7. Replace the cap or plug (the latter after reflaming the mouth of the tube).
  8. Flame the inoculating wire again to redness, slowly to avoid spattering. Put the loop holder down after the wire cools.

In tube to tube transfers by loop or straight wire, both the tube containing the inoculum source and the tube to be inoculated are usually in the hand at the same time. An easy procedure which prevents hand fatigue and the danger of dropping the tubes is illustrated in Figure 2-1.

Tube to tube transfer

Figure 2.1. Tube to tube transfer. The standard method for transferring microbes from one medium to another. Each of the steps is described in the text.

  1. The tubes are positioned in the hand as shown in Fig. 2-1 B-E. Plugs and caps can be loosened by twisting them.
  2. The needle holder is taken in the other hand and the wire flamed and allowed to cool (Fig. 2-1 A).
  3. The plugs or caps are removed with the last two fingers of the hand holding the inoculating wire leaving the thumb and index finger free to hold and to manipulate the loop holder with the second finger as a guide and support. Flame the tops of the tubes.
  4. Immerse the inoculating wire into the broth culture or scrape the wire across a portion of surface growth on an agar slant to obtain inoculum. Make the transfer from one tube to the other (Fig. 2-1 C).
  5. Flame the tubes (Fig. 2-1 D).
  6. Return the plugs or caps to the tubes (Fig. 2-1 E).
  7. Flame the inoculating wire to sterilize it (Fig. 2-1 F).

At first, this procedure will be awkward, but after some practice it becomes second nature.

The above video demonstrates the technique of flame sterilization and tube transfer.

1 - 3 Making a medium - You try it

Making medium is as simple as cooking and a crude medium can be made in almost any kitchen with a few utensils and a source of heat. Below is described the production of a chicken broth medium that will grow many common microorganisms. The medium will be sterilized by tyndalization. Simply boiling a medium once, while it will kill most vegetative cells, does not kill endospores. However, heating encourages the endospores to germinate, and a second boiling kills these microbes. The boiling process is repeated a third time to ensure that all spores have germinated and been killed.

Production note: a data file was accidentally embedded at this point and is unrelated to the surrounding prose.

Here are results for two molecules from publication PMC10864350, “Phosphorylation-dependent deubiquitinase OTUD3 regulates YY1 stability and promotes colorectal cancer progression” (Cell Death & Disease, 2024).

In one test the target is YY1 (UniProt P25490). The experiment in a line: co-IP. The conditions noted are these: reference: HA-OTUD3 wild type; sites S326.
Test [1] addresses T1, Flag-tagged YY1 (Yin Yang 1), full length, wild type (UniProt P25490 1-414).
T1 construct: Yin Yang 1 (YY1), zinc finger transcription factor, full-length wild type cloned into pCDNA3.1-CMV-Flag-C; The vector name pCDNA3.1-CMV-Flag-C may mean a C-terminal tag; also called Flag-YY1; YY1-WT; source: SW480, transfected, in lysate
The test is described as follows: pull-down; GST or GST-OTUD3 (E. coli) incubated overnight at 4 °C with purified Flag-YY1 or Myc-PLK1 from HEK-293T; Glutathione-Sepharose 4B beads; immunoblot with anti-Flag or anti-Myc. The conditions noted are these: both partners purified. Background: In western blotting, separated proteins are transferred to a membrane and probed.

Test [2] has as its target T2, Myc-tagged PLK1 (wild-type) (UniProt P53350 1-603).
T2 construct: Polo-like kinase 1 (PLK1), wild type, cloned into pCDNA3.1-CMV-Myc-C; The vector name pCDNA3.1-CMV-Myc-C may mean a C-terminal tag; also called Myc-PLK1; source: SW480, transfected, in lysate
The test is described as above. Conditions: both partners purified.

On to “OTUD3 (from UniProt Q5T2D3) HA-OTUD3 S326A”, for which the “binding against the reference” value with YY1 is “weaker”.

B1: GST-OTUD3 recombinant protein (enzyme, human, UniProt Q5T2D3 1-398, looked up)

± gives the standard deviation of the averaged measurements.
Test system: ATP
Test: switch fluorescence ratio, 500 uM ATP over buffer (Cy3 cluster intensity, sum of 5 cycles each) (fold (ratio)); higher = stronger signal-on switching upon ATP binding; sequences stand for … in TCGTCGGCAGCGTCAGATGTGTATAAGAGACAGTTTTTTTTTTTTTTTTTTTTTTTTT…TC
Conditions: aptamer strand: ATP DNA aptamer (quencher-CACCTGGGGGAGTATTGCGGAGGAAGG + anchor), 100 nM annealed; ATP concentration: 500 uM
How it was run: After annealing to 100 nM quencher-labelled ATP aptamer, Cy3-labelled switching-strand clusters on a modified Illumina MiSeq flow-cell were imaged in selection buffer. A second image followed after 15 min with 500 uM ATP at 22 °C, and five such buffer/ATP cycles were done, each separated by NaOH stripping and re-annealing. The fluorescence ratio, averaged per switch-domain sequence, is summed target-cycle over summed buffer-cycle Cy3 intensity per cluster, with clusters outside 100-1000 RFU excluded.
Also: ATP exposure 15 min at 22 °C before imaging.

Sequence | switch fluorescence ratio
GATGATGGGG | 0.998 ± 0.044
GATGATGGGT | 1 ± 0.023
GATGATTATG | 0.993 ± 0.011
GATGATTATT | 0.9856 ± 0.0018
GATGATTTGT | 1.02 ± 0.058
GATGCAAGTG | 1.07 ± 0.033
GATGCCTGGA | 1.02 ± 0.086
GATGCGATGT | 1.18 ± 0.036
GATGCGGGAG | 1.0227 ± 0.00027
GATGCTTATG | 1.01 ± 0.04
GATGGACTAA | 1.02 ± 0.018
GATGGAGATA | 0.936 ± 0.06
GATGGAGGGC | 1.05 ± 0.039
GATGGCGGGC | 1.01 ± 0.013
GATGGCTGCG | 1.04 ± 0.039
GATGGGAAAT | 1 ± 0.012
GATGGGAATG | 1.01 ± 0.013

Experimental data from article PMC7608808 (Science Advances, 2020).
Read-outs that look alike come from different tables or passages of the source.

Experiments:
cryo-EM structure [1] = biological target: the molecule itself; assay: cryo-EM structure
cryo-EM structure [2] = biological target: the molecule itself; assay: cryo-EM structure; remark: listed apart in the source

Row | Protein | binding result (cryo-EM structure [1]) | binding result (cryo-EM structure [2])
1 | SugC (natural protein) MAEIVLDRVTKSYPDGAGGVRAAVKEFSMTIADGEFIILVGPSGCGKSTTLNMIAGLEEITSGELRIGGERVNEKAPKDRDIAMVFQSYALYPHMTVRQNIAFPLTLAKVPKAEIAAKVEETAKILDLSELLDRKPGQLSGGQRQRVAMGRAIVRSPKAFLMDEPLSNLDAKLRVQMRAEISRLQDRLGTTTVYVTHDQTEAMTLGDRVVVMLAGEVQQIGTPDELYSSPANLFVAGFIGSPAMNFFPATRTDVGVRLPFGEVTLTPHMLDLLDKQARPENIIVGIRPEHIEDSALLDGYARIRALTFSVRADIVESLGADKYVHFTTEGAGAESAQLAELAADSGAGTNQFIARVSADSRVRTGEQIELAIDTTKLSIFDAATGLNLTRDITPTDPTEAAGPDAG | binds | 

1. Add 250 ml (about 1 cup) of water into a glass container or some other vessel that can stand boiling water. The container should be something you can cover. Glass bottles that can stand boiling or canning jars work well.
  2. To this add 15 grams, about 1 tablespoon of instant chicken broth crystals. and stir until dissolved. Cover loosely so that steam can escape, but dust and dirt cannot enter.
  3. Microwave the broth on high for 3 minutes or until it just begins to boil.
  4. Let the broth cool and sit for at least 2 hours up to overnight at room temperature. Make sure that the medium vessel is covered to prevent contamination from the air. At this point the vegetative cells are dead and most endospores will germinate.
  5. Repeat steps 3 and 4 a second time. This will kill the endospores that germinated on day 1.
  6. Repeat steps 3 and 4 a third time. This will eliminate the remaining endospores, making the medium sterile.
  7. Place the medium in a warm place overnight. If your tyndalization was done correctly, your medium should remain clear and free of microbes.
  8. While you are waiting for your medium, search for a sample you would like to inoculate into it. Almost any sample should work, but natural samples are a good idea for this experiment. Samples coming from food or from your body may contain pathogens. Something you probably want to avoid.
  9. Check your medium. If it is still clear and sterile, add a pinch of your collected sample to the medium. (The exact amount really does not matter). Again place the medium in a warm place and check it periodically. After a few days, you should start to see the medium become more turbid.
  10. If you have the equipment, examine a sample of the medium under a microscope. What shapes of microbes are present? Is there more than one species?